Czech Republic may follow Hungary in using vaccines not registered in EU - Babis
The Czech Republic may consider using vaccines not yet registered in the EU to speed up inoculations, Prime Minister Andrej Babis said on Friday, on a trip to Hungary which has given emergency approval to Russian and Chinese vaccines.
He said he had also spoken about the issue with German officials, including Chancellor Angela Merkel, who he said wanted Russian or Chinese vaccines to be given European approval.
European Union countries’ governments are facing a reckoning over vaccination programmes that have lagged far behind the United States and former EU member Britain.
Hungary so far is the only EU member to have given emergency use approval to Chinese and Russian vaccines. Other EU countries have followed the European regulator EMA, which has so far approved only three vaccines from Western companies.
“I have spoken about the Russian vaccine, and about the Chinese vaccine, with Chancellor Merkel, and the chancellor as well as the Bavarian prime minister are unambiguously calling for this vaccine to be approved by the European Medicines Agency (EMA),” Babis said after meeting Hungarian Prime Minister Viktor Orban.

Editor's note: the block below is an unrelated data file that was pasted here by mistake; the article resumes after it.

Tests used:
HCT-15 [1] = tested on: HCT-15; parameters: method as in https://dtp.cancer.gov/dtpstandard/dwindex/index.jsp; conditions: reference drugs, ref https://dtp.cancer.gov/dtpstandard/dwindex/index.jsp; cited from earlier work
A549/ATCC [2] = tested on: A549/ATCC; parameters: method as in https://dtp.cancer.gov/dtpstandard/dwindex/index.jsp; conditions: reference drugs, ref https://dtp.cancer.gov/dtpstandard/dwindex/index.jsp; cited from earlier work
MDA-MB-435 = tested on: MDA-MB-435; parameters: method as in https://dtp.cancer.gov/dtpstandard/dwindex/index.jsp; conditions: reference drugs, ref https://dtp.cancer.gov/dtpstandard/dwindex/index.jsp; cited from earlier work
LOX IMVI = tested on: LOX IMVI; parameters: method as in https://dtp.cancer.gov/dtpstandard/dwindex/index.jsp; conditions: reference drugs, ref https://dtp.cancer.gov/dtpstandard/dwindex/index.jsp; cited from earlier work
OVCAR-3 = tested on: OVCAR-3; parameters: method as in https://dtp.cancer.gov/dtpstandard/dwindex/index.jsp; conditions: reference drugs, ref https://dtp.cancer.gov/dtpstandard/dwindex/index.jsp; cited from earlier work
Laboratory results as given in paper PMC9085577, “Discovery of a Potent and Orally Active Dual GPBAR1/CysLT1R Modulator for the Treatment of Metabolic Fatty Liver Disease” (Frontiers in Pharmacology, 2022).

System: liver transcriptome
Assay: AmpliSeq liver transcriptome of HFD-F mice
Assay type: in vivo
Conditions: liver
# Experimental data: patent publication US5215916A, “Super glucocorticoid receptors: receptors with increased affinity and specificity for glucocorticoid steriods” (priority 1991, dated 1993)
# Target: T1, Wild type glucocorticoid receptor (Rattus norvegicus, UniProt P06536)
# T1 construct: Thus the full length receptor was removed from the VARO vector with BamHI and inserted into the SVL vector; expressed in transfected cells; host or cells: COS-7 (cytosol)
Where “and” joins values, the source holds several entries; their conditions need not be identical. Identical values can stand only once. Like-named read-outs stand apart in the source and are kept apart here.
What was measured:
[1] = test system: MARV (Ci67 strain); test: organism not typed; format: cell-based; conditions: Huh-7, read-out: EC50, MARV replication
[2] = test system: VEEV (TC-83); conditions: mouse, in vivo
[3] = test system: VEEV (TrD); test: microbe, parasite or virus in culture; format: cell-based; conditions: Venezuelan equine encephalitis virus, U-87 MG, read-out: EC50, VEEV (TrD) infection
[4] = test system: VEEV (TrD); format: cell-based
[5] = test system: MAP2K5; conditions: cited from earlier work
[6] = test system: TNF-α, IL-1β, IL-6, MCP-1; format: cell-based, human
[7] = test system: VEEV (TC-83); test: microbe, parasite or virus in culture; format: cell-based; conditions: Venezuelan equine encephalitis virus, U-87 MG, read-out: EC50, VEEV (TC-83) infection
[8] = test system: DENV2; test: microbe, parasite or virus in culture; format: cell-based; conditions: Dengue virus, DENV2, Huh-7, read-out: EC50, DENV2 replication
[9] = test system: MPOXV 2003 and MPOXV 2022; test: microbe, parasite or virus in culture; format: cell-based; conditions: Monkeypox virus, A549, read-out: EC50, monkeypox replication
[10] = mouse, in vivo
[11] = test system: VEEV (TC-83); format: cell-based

“Now of course the issue is whether the producer asks for the approval or not, and we of course want to consider, if we get hold of the vaccine, to go the similar way as Hungary did because time is of essence.”
Babis did not respond to a request for further comment. Prior to his trip to Budapest, he said he aimed to discuss Russia’s Sputnik V vaccine with Orban.
Czech authorities had until Friday insisted on EMA clearance for any vaccine to be used in the country.
Peer-reviewed late-stage trial results of Sputnik V published in The Lancet international medical journal this week showed it was almost 92% effective in fighting COVID-19.
Russia has shared data from its Phase III trial with regulators in several countries and has begun the process of submitting it to the EMA for approval in the European Union.
China has produced two vaccines, from Sinopharm and Sinovac, and has been exporting millions of doses of each of them around the world, mainly to developing countries.
The Czech Republic has suffered one of the world’s highest infection and death rates, with 16,976 deaths in the population of 10.7 million.
It has so far administered 327,759 vaccine doses from Pfizer/BioNTech and Moderna, mostly to citizens over the age of 80 and health workers, and expects the first shipment of AstraZeneca vaccines on Saturday.